As any visitor to Scotland can testify, this is a country whose turbulent and complex history is very obviously on view wherever you look. Centuries of conflict and warfare have left their mark in the shape of a profusion of castles throughout the land. And even some of the most remote areas display their history through the absence of once thriving populations cleared in the cause of so-called agricultural improvement. But in some ways the most distinct strand of Scotland's history, and the one that has left the most indelible mark on our countryside, our villages, our towns and the character of our people, arose from the Reformation of 1560. In Scotland the trappings of the Roman Catholic church were swept away with a fundamentalist fervour that was unmatched south of the border, and replaced with a form of Presbyterian Protestantism that would, eighty years later, plunge the whole of the British Isles into two decades of warfare and lose a king his head.
Comprehending the world that produced Scotland's explosive Reformation is never easy. History books can describe what happened, and try to explain why, but it requires a different approach to really get to grips with the way the people of the day saw the world, and truly understand why they took the decisions they did: decisions that in many cases still resonate today.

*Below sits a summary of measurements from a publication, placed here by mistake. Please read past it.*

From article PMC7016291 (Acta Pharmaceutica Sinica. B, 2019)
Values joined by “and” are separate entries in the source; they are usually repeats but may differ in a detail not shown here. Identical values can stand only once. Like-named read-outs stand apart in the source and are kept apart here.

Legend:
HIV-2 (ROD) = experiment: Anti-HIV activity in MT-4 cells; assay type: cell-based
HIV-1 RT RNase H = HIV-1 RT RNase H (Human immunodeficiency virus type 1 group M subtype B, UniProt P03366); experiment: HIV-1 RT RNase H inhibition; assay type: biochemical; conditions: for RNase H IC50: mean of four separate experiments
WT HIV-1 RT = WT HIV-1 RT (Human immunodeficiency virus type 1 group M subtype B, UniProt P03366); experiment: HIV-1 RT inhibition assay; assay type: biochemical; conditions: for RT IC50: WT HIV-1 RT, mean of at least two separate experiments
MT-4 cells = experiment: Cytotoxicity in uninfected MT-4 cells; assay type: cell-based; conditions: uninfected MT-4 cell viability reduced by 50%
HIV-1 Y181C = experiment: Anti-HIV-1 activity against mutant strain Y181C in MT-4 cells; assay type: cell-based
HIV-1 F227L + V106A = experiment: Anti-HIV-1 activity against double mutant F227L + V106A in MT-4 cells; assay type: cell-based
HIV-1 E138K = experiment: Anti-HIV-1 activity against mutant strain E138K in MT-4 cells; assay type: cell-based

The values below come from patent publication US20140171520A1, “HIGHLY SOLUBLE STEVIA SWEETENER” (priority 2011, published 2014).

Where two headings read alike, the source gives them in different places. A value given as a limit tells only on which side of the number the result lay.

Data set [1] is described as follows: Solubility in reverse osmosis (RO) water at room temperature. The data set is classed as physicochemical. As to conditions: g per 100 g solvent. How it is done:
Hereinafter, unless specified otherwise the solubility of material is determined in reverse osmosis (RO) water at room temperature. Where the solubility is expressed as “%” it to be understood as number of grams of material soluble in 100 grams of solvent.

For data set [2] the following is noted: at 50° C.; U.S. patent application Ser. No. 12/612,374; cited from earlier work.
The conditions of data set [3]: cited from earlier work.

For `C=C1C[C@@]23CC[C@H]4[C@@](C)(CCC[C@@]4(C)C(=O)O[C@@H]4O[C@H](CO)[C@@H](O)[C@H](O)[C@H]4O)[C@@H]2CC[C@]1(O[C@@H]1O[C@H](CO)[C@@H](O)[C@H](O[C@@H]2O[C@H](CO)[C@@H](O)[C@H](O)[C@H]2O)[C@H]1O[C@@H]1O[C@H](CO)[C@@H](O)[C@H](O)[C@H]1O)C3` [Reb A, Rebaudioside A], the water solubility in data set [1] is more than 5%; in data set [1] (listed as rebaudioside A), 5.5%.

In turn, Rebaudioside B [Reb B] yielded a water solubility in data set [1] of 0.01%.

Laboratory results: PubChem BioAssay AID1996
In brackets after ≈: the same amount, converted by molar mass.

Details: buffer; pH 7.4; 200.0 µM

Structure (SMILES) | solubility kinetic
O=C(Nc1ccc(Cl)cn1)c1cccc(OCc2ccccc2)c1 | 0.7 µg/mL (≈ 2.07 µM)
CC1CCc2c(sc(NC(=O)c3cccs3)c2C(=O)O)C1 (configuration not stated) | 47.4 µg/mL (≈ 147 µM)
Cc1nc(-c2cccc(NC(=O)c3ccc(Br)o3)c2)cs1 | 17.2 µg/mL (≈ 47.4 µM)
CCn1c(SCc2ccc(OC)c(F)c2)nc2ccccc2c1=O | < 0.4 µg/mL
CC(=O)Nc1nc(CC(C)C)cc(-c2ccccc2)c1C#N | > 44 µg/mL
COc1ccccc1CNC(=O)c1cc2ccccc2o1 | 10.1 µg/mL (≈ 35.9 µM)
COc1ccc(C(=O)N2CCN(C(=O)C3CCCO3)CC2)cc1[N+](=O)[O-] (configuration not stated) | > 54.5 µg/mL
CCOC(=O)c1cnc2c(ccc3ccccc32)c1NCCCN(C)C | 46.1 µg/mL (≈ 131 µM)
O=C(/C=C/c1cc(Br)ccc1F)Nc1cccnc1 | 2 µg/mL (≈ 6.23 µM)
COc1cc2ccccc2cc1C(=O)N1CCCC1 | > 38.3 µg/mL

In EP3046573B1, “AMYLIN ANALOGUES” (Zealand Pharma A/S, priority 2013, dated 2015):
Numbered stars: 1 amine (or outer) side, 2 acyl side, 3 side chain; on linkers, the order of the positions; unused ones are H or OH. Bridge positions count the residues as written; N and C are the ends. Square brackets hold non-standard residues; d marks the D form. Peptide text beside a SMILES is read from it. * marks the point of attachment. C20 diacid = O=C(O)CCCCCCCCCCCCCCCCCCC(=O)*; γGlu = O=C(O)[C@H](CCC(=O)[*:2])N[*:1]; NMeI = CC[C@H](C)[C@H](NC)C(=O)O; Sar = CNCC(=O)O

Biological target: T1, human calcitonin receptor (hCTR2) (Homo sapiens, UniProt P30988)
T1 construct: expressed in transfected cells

"The First Blast of the Trumpet" by Marie Macpherson is a magnificent book that goes a very long way towards plugging that gap in our understanding. It is the first in a trilogy that will deal with the life of John Knox, the man who stood at the heart of the Reformation in Scotland, and who was arguably one of the most significant people in Scottish history. The book can be categorised as historical fiction, but it stands at one end of the spectrum usually covered by that genre. The incredible depth of research undertaken by the author in order to bring her characters to life is obvious, and most of the characters were real people who emerge from the page in an utterly convincing way.
This book covers the years 1511 to 1548, and takes as its central character Elisabeth Hepburn, who becomes Prioress of St Mary's Abbey in Haddington, and, by chance, godmother to the infant John Knox. What is particularly impressive is the way events many readers will know well, such as the Battle of Flodden, are seen through contemporary eyes, and the way characters such as the young John Knox and the young (later to be Cardinal) David Beaton are turned into people we can empathise with and begin to understand. This is essential reading for anyone with an interest in this period of Scotland's history, and for anyone who wants to know just how good historical fiction can be.